The Consul at Cayenne (LaMont) to the Secretary of State

No. 91

Sir: I have the honor to refer to my telegram No. 15 of March 17, 11 [10] A.M.35 and subsequent ones regarding the adhesion of this government to General Giraud and the Fighting French movement, and to submit herewith a copy of a declaration of the Governor and a copy of the declaration of the local committee36 temporarily directing the affairs of the Colony.

It should be noted that the Governor does not mention in his declaration, which was published in the Journal Officiel in a special issue March 17, 1943, whether he is adhering to the regime of General De Gaulle or General Giraud but he informed me that he was placing his government at the disposition of General Giraud and he showed me a telegram he sent to the latter so stating. It should be noted also that the Governor says he took this action in order to assure under the most favorable conditions the existence of the Colony and the life of the population. He says nothing about the justice of the allied cause nor of his own convictions. While he told me personally that this action came from his heart it is obvious that he did not take it until he was absolutely forced to do so by the local population including most of the French officials. Furthermore that his adhesion to the allied cause was lukewarm to say the least is shown by the fact that in the Radio Presse for March 17, 1943, after this declaration in bold type, official German communiqués are given as usual including German censored news from France.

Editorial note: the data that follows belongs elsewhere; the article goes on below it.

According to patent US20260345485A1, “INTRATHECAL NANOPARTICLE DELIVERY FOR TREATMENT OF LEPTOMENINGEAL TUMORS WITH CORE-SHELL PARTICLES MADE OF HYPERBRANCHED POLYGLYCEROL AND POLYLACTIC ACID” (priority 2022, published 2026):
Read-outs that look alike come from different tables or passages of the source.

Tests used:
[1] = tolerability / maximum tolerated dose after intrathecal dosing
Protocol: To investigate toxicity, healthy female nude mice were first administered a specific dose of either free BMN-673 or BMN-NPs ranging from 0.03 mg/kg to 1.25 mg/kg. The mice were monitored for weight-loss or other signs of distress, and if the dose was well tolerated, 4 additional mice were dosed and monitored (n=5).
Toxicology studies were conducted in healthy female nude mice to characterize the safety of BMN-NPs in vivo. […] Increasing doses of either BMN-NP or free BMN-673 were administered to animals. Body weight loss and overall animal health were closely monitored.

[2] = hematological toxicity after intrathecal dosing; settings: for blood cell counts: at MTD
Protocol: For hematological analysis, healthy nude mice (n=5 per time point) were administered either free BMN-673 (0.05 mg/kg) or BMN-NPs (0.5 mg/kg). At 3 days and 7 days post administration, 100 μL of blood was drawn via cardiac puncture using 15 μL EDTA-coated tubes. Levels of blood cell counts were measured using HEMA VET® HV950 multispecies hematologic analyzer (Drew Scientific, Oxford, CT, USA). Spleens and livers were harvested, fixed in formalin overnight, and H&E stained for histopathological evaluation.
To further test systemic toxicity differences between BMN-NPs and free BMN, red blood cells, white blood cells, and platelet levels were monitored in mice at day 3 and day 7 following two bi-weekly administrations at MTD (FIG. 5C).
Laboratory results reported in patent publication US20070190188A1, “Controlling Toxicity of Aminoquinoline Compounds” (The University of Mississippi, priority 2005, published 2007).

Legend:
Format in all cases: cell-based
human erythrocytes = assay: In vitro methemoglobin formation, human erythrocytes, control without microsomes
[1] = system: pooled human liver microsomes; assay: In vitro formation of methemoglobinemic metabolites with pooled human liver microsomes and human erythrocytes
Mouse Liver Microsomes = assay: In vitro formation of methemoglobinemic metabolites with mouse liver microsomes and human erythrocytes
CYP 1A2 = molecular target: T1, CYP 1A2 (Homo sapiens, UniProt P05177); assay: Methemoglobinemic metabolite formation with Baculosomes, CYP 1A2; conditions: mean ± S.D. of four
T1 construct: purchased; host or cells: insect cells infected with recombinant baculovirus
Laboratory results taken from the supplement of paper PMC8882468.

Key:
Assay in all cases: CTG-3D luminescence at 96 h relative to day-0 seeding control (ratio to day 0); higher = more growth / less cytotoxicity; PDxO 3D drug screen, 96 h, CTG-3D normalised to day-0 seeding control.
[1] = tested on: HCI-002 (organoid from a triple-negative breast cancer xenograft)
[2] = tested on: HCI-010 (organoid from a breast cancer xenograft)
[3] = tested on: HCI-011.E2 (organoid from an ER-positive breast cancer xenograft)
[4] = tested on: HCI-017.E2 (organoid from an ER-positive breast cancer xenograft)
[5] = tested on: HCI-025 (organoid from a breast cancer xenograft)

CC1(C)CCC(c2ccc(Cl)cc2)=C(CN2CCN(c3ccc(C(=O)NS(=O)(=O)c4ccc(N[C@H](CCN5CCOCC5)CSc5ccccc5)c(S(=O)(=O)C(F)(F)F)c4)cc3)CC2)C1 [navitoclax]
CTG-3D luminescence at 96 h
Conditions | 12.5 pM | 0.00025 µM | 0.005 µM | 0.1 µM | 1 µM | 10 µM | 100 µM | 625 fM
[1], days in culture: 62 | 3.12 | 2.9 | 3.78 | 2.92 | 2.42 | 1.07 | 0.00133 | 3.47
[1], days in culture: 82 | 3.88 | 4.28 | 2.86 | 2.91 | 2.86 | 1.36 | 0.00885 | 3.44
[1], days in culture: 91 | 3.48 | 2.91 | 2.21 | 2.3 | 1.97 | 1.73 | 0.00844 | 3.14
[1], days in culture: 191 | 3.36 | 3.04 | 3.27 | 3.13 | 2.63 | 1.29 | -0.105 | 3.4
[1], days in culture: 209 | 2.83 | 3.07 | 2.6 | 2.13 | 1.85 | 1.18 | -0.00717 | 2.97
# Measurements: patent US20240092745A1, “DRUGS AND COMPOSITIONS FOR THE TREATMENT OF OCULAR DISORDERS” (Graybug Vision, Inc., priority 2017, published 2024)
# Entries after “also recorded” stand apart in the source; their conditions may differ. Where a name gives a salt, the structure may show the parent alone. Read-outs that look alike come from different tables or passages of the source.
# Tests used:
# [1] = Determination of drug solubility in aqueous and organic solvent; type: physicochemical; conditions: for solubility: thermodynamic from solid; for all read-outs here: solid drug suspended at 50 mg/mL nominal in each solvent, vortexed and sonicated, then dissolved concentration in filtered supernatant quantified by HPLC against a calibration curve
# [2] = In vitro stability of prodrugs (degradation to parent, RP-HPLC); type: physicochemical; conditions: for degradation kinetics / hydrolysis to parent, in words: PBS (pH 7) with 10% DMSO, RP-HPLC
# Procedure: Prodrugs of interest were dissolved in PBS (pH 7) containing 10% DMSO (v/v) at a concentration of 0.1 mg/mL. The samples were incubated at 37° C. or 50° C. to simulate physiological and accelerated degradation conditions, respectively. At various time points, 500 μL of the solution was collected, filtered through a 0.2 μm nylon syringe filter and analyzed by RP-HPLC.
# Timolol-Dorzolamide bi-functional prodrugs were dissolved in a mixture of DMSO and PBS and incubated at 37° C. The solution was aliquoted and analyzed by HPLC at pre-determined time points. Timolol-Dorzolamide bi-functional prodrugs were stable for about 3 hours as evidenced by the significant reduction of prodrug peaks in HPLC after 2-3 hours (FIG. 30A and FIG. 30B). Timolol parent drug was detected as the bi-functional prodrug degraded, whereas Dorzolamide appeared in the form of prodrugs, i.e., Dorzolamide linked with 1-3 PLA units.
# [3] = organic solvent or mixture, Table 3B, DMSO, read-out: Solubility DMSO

The proclamation of the Committee was designed to indicate that the change in the local regime was brought about without outside intervention and without a drop of blood being shed. The committee desires that this proclamation be given as wide publicity as possible. The reference to the Brazilian Consul and myself in the final paragraph of the proclamation was without our knowledge or consent.

Respectfully yours,

George D. LaMont
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  2. Neither printed.